They said later it was a mini-tornado. If you’re huddled under a tarp in the middle of an open field when it happens, I can tell you that you’re curiously disinclined to argue semantics when the sky goes black and the air panics toward freezing. You’re busy picking out sentimental favorites as your life flashes before your eyes, thankful that the Sunday morning gospel got you right with God and left you less time than usual to undo that burgeoning righteousness with whatever everyday tribulation usually shucks it off between sermons.
If it was my time, I think I’d have been cool with that. In retrospect, I mean. At the time, with the hail big as quarters dropping like missiles on my knuckles as I held the tarp aloft, all I could muster was a maniacal laugh that probably unnerved my tarpmate, who to that point in our long relationship might still have been persuaded that I was good in a crisis. But thinking back on the long weekend of music, I can see its symphony of people and sun, guitars and dancing, rain and late-night bonfires as a fitting end.
It may surprise you to know that I, abhorer of crowds and the noise they make, would voluntarily join thousands of overfriendly strangers in an endeavor like a music festival. But I grew up in the back yard of one, and once I’d learned their magic, I could never stay away. I have called that one, Merlefest, a pilgrimage, but that’s not quite fair to say — I never had to travel far for it. We were far, far from home, on a farm in upstate New York, when we called down a tornado at Falcon Ridge Folk Festival.
By the Sunday of a normal four-day music festival, I am blitzed. That many hours of nonstop music and conversation — from late morning to around midnight — builds to a pleasant incoherence. At Falcon Ridge, there’s also camping, which means that after the stages go quiet, the tents tune up, fueled toward dawn by liquor, lyrics, and melody. At one point I was lured from a song swap and a few dozen new best friends back to my tent because one of the day’s headliners was visiting with our neighbors, playing favorites and telling stories. There’s a reason none of the stages started up again too early each morning.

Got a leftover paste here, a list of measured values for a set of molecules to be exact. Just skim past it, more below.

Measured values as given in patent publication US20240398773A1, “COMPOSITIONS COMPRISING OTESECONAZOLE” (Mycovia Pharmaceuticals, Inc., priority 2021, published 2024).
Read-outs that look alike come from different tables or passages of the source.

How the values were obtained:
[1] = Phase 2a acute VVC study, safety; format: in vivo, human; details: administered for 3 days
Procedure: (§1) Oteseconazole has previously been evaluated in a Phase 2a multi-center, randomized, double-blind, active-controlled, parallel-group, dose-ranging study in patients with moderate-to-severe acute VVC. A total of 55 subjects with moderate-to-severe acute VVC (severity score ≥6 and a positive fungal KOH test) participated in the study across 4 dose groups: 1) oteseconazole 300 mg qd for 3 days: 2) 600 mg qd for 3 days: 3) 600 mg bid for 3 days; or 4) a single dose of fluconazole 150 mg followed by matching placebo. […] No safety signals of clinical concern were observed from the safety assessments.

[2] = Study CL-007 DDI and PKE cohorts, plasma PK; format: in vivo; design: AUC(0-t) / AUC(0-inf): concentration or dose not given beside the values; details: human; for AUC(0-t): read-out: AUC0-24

That particular Sunday, I rose early to meet up with some people who were planning to participate in a memorial song circle for Dave Carter. Folkies are my people, and I’ve never been quite sure why, but I was never more sure of it, sitting in a circle with a dozen or so men, women, and children, all willing to get up early enough to sing the songs of a dead man to each other, because it’s imperative that those songs continue ringing through the air.
An article of my personal faith: it may be heresy to know the words and not sing them.
I’ve been to enough outdoor music festivals to know what to expect: big crowds, lots of mud, and at least one day of rain. If I am an old hand at festival-going, I imagine the performers are even harder to rattle. So, on that soggy Sunday in July 2008, it was disconcerting to see the face of one such unflappable performer fill with dread, to watch her unplug her guitar and dash toward shelter, to hear her toss an urgent “Run!” over her shoulder toward the huddled masses in the field where a small tornado now threatened to roost.
As I said, I was laughing inappropriately, rocking back and forth, and listening to people scream around me. Our line of sight was severely impaired, so other than a few people rooted beneath a tree (and sometimes gesturing frantically), I couldn’t tell whether or not the field had been vacated. Once the wind hurled itself into a gale, the only other sound was the hail, which I was certain would tear our poor tarp to shreds any minute.
The wind went slack as suddenly as it had arisen. The clouds fast-forwarded through the sky, chased by ill-looking omens behind them. We took advantage of the break to run toward the car. I had long since passed my breaking point and wasn’t entirely convinced that I was still alive. At least, not until I saw the six year olds splashing in the largest mud puddle I’ve ever seen. Apocalypse or no, their glee at getting knee-deep in mud that was surely laced with manure from the farm was life-affirming. They may or may not have been singing.
Please note I am unaffiliated with the loons who shot the footage above.
Every two weeks some friends and I create new posts on the same topic. This week’s synchroblog posts about music are listed below. Please read them, and if you’d like to participate, let me know.